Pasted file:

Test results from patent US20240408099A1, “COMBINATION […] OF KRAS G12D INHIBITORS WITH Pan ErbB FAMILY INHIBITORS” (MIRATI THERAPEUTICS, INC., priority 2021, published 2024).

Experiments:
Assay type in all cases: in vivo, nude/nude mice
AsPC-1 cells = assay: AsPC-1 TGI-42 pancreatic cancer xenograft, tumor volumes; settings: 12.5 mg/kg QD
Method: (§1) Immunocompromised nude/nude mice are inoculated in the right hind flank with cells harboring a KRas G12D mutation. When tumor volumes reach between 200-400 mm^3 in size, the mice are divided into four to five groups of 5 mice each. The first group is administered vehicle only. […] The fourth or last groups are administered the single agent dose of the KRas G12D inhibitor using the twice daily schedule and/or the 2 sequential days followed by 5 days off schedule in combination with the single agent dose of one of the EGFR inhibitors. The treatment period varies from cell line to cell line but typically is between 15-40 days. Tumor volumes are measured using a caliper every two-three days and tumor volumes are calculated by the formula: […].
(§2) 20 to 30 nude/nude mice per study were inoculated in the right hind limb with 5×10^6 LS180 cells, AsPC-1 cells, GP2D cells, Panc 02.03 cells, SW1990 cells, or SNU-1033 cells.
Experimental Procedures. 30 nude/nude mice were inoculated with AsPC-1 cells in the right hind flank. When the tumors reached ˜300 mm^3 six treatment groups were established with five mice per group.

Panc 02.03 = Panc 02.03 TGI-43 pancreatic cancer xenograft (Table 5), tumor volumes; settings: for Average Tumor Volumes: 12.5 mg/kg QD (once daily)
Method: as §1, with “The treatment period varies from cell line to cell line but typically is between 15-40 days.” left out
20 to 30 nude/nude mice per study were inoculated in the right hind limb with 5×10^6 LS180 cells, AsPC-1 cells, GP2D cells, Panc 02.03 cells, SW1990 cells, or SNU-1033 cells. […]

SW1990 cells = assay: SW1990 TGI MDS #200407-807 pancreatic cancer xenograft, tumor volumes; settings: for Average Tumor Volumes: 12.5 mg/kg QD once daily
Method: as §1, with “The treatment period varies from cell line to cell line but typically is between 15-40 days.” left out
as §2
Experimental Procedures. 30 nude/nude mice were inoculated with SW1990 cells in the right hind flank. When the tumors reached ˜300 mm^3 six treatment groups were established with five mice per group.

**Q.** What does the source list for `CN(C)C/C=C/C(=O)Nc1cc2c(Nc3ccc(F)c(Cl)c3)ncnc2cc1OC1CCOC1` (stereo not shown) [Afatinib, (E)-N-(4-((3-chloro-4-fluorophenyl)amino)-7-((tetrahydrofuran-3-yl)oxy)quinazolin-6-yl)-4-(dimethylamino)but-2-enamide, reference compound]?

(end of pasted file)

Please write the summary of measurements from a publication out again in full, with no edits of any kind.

Test results from patent US20240408099A1, “COMBINATION […] OF KRAS G12D INHIBITORS WITH Pan ErbB FAMILY INHIBITORS” (MIRATI THERAPEUTICS, INC., priority 2021, published 2024).

Experiments:
Assay type in all cases: in vivo, nude/nude mice
AsPC-1 cells = assay: AsPC-1 TGI-42 pancreatic cancer xenograft, tumor volumes; settings: 12.5 mg/kg QD
Method: (§1) Immunocompromised nude/nude mice are inoculated in the right hind flank with cells harboring a KRas G12D mutation. When tumor volumes reach between 200-400 mm^3 in size, the mice are divided into four to five groups of 5 mice each. The first group is administered vehicle only. […] The fourth or last groups are administered the single agent dose of the KRas G12D inhibitor using the twice daily schedule and/or the 2 sequential days followed by 5 days off schedule in combination with the single agent dose of one of the EGFR inhibitors. The treatment period varies from cell line to cell line but typically is between 15-40 days. Tumor volumes are measured using a caliper every two-three days and tumor volumes are calculated by the formula: […].
(§2) 20 to 30 nude/nude mice per study were inoculated in the right hind limb with 5×10^6 LS180 cells, AsPC-1 cells, GP2D cells, Panc 02.03 cells, SW1990 cells, or SNU-1033 cells.
Experimental Procedures. 30 nude/nude mice were inoculated with AsPC-1 cells in the right hind flank. When the tumors reached ˜300 mm^3 six treatment groups were established with five mice per group.

Panc 02.03 = Panc 02.03 TGI-43 pancreatic cancer xenograft (Table 5), tumor volumes; settings: for Average Tumor Volumes: 12.5 mg/kg QD (once daily)
Method: as §1, with “The treatment period varies from cell line to cell line but typically is between 15-40 days.” left out
20 to 30 nude/nude mice per study were inoculated in the right hind limb with 5×10^6 LS180 cells, AsPC-1 cells, GP2D cells, Panc 02.03 cells, SW1990 cells, or SNU-1033 cells. […]

SW1990 cells = assay: SW1990 TGI MDS #200407-807 pancreatic cancer xenograft, tumor volumes; settings: for Average Tumor Volumes: 12.5 mg/kg QD once daily
Method: as §1, with “The treatment period varies from cell line to cell line but typically is between 15-40 days.” left out
as §2
Experimental Procedures. 30 nude/nude mice were inoculated with SW1990 cells in the right hind flank. When the tumors reached ˜300 mm^3 six treatment groups were established with five mice per group.

**Q.** What does the source list for `CN(C)C/C=C/C(=O)Nc1cc2c(Nc3ccc(F)c(Cl)c3)ncnc2cc1OC1CCOC1` (stereo not shown) [Afatinib, (E)-N-(4-((3-chloro-4-fluorophenyl)amino)-7-((tetrahydrofuran-3-yl)oxy)quinazolin-6-yl)-4-(dimethylamino)but-2-enamide, reference compound]?